Movie Reviews: Better Mus' Come




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     African-American Film Festival Releasing Movement (1 hr. 44 min.)
     Two main political parties enlist the support of gangs to advance their political agenda in 1970s Jamaica.
     Sheldon Shepherd, Nicole Sky Grey, Roger Guenveur Smith, Ricardo Orgill, Everaldo Creary
     Not Rated
Bottom Line:

Samantha Ofole-Prince

Blending an ingenious, imaginative approach to filmmaking with expertly choreographed action, “Better Mus’ Come” is a sobering coming of age drama set in Jamaica’s turbulent 1970s.

The movie centers on Ricky (Shepherd), a single father who is released from prison after months of incarceration as a suspected political agitator.  A gang leader who has lost his will to fight for political principles he no longer believes in, he is hunted by the tragic death of his wife who he lost to gang warfare.  After he meets Kemala (Nicole Grey), a book smart country girl, who lives in the opposing neighborhood, it sets off an inevitable cycle of violence.

A bold yet stylish approach and depiction of violence in Jamaica, for first time feature filmmaker Storm Saulter, making a film set in his native island was a necessity.
“We were trying to make a film that could tell a universal story and put the violent behavior in our society into context,” shares the filmmaker. “I wanted to show that our reputation for celebrating gangsterism is the result of an entrenched political culture that continues to keep the masses separated and oppressed,” adds Saulter, who not only serves as the movie’s director but the writer, editor and cinematographer.

In the film, Saulter, a political junkie, documents the Green Bay Massacre and the undeclared civil war that took place from the 1970’s into the early 80’s between street gangs who were recruited and armed by the political parties to fight for control of their communities.

“Ricky is a political bad man, but he is also a real person with wants, needs, motivations, and hobbies. He writes poetry, but keeps it to himself. He is the leader of his community and he is also a good father and he is just dealing with the environment and reacting to it. He represented personality traits that I have seen in a lot of leader types. Usually these guys are very charismatic, very intelligent and you can see why they have been chosen as leaders because they have leader qualities and not because they are really brutal.”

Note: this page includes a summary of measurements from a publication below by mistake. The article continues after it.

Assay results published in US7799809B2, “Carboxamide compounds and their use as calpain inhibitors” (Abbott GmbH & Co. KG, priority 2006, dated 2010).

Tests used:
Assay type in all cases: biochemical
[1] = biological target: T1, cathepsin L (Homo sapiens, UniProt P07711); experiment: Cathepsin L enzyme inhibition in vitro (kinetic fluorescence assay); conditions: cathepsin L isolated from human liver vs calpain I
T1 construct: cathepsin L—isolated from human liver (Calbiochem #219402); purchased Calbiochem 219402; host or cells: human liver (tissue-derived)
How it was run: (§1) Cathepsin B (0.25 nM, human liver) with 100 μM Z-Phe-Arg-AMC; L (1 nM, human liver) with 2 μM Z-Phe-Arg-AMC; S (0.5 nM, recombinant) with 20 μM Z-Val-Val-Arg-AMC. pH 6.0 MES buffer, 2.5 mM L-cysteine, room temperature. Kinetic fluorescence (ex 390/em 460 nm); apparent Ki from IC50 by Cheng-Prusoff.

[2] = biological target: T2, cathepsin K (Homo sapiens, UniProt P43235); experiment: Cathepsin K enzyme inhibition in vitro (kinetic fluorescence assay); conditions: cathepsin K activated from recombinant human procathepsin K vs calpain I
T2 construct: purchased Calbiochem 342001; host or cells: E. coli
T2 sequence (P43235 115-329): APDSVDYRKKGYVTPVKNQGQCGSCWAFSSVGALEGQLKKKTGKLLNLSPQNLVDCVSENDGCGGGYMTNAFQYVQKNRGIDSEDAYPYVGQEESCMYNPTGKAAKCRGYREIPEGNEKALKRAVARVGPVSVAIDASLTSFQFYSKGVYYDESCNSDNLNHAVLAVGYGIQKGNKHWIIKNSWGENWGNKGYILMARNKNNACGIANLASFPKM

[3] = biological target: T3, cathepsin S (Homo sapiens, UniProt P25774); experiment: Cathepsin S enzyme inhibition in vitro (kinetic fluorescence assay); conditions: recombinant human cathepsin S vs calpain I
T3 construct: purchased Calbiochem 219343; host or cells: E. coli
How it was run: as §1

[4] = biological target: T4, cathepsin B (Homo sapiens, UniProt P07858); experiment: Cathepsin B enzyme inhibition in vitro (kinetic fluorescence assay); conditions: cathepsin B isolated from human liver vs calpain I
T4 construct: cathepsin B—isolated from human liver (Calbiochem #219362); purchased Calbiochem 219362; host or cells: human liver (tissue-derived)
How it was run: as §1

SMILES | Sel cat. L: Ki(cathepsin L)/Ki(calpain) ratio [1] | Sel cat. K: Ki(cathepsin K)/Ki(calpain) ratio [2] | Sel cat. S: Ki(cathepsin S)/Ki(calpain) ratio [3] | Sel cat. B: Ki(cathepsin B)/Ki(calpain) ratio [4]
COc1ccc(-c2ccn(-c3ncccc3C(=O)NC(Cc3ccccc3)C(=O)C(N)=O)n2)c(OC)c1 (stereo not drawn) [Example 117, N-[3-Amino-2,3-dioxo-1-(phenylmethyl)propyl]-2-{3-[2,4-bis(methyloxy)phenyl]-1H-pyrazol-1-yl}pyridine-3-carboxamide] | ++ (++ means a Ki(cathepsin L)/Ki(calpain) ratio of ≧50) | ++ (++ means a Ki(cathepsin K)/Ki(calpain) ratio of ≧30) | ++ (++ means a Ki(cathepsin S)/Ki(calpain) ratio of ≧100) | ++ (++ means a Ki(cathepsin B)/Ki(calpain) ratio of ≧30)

A cinematic journey with a difference, Saulter’s camera illuminates the daily tragedies and dangers faced by the character, with quick, tempered editing of visceral images that we won’t easily forget. Shot entirely in Jamaica, the movie features several intense scenes and is a beautifully shot character study as Ricky, a gangster with a heart, is a product, victim and observer of late 1970s Jamaica.

The action is expertly choreographed to document the way petty rivalries spiral out of control to plunge a neighborhood into murderous gang wars. Also starring Roger Guenveur Smith, Ricardo Orgill and Everaldo Creary, the performances, many from non-pros are terrific across the board.

“Ricky, the character Sheldon plays has those qualities of a leader and of a strong man,” continues Saulter. “I wanted to show a guy who has the stereotype of a violent Jamaican guy, but at the same time crush those stereotypes with him also being a very dedicated loving father and someone who is genuinely interested in his child’s development.”

Visually striking, Saulter’s use of voluptuous camera moves, close-ups and cinematography are impressive and he does a phenomenal job of piecing all of the plots and subplots together without missing a beat.

“Better Mus’ Come” centers on the actions of people who chose to engage in politics and violence and shows how that decision transforms a country. It’s a movie whose events will stay with you for a long time.

“Better Mus’ Come” releases in select theaters Friday, March 15.
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